Commentary by Nathaniel Hawthorne, W. D. Howells, and Carl Van Doren
A stark tale of adultery, guilt, and social repression in Puritan New England, The Scarlet Letter is a foundational work of American literature. Nathaniel Hawthorne’s exploration of the dichotomy between the public and private self, internal passion and external convention, gives us the unforgettable Hester Prynne, who discovers strength in the face of ostracism and emerges as a heroine ahead of her time. As Kathryn Harrison points out in her Introduction, Hester is “the herald of the modern heroine.”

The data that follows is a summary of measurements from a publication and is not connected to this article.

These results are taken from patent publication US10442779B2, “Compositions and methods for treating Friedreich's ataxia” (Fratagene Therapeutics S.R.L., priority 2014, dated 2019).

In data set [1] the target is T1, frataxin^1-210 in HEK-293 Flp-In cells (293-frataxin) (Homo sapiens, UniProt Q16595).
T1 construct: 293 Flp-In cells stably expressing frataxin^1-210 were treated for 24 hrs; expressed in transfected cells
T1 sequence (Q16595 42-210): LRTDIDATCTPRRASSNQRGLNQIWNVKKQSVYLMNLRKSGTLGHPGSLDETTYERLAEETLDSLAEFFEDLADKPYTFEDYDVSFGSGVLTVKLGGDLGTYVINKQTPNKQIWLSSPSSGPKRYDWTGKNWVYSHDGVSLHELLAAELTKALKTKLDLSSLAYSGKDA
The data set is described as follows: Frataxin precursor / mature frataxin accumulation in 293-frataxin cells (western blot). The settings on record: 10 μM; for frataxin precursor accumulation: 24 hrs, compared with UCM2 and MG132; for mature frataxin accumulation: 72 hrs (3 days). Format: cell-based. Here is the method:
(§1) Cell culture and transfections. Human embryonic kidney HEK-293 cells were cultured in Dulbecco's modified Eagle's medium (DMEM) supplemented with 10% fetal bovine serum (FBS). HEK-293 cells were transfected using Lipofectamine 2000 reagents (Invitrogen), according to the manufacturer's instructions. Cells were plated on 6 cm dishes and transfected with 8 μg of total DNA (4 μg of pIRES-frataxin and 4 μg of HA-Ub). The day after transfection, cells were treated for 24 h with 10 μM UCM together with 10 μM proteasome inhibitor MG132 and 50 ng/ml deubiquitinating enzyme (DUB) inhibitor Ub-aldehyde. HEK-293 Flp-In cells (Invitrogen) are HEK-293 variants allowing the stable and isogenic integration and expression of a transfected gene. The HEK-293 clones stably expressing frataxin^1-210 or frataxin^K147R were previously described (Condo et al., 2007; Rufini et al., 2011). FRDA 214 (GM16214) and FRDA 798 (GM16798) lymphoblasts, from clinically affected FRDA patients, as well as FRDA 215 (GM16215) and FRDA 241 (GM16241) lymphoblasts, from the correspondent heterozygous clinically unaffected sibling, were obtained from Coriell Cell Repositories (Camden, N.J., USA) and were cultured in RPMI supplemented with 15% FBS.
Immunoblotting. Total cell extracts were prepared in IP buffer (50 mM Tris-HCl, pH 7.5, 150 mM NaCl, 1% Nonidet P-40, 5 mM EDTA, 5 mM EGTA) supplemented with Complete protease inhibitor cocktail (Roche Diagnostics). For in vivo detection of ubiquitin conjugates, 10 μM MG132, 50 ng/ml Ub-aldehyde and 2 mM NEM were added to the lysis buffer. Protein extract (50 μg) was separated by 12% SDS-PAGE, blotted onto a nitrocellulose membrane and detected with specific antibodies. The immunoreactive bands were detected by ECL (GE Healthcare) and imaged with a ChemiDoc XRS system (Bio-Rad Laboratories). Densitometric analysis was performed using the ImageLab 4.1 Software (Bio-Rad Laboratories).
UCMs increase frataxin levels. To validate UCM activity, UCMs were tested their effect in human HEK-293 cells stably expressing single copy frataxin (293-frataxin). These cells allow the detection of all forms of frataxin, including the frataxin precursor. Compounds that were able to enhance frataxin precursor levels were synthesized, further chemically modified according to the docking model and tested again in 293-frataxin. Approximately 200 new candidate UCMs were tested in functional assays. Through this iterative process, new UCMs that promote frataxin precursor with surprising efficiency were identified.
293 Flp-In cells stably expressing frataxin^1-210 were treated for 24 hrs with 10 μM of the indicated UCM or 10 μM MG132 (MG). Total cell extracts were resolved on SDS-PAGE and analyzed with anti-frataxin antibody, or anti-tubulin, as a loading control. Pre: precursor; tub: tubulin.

Hawthorne was a novelist and short-story writer, born in Salem, MA. Educated at Bowdon College, he shut himself away for 12 years to learn to write fiction. His first major success was the novel The Scarlet Letter (1850), still the best known of his works. Other books include The House of the Seven Gables (1851), The Snow Image (1852), and a campaign biography of his old schoolfriend, President Franklin Pierce, on whose inauguration Hawthorne became consul at Liverpool (1853--7). Only belatedly recognized in his own country, he continued to write articles and stories, notably those for the Atlantic Monthly, collected as Our Old Home
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